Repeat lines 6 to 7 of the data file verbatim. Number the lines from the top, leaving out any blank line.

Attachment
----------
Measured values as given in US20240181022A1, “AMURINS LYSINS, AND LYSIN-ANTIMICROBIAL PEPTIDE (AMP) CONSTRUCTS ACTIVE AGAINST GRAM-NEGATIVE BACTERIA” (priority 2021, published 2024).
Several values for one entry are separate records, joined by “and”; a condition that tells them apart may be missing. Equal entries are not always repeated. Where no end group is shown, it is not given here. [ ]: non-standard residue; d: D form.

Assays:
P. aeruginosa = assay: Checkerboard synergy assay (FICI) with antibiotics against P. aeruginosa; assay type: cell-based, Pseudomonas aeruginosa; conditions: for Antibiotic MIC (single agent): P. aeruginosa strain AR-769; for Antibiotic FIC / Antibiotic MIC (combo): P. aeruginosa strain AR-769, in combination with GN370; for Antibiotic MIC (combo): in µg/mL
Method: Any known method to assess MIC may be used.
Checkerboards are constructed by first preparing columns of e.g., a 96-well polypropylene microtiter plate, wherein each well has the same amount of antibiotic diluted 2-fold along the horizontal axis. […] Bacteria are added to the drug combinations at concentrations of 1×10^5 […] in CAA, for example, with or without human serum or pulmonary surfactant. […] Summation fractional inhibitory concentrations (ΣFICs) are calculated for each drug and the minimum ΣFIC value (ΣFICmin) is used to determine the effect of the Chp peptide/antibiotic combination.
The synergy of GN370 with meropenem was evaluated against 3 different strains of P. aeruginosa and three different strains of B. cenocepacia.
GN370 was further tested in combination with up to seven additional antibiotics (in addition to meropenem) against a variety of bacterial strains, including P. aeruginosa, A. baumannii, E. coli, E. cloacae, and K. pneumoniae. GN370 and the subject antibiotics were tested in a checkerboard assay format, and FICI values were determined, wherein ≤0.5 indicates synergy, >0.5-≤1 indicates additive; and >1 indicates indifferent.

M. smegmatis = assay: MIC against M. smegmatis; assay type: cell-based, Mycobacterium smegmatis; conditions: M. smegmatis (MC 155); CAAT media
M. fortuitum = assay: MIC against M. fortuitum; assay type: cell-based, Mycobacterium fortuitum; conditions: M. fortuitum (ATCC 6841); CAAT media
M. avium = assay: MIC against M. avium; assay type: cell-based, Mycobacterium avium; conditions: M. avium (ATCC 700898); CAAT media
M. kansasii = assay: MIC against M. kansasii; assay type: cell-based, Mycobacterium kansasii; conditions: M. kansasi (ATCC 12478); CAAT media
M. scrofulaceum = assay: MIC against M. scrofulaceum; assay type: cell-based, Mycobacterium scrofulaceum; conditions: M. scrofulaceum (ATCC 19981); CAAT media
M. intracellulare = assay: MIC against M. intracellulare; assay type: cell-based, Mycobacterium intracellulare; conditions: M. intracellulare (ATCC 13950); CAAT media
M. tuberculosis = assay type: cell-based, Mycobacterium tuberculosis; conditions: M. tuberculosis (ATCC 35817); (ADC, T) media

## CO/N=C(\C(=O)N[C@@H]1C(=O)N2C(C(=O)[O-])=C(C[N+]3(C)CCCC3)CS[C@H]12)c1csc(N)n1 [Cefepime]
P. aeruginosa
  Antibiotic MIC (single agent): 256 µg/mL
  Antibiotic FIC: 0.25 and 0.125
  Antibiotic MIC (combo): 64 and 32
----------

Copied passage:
Checkerboards are constructed by first preparing columns of e.g., a 96-well polypropylene microtiter plate, wherein each well has the same amount of antibiotic diluted 2-fold along the horizontal axis. […] Bacteria are added to the drug combinations at concentrations of 1×10^5 […] in CAA, for example, with or without human serum or pulmonary surfactant. […] Summation fractional inhibitory concentrations (ΣFICs) are calculated for each drug and the minimum ΣFIC value (ΣFICmin) is used to determine the effect of the Chp peptide/antibiotic combination.
The synergy of GN370 with meropenem was evaluated against 3 different strains of P. aeruginosa and three different strains of B. cenocepacia.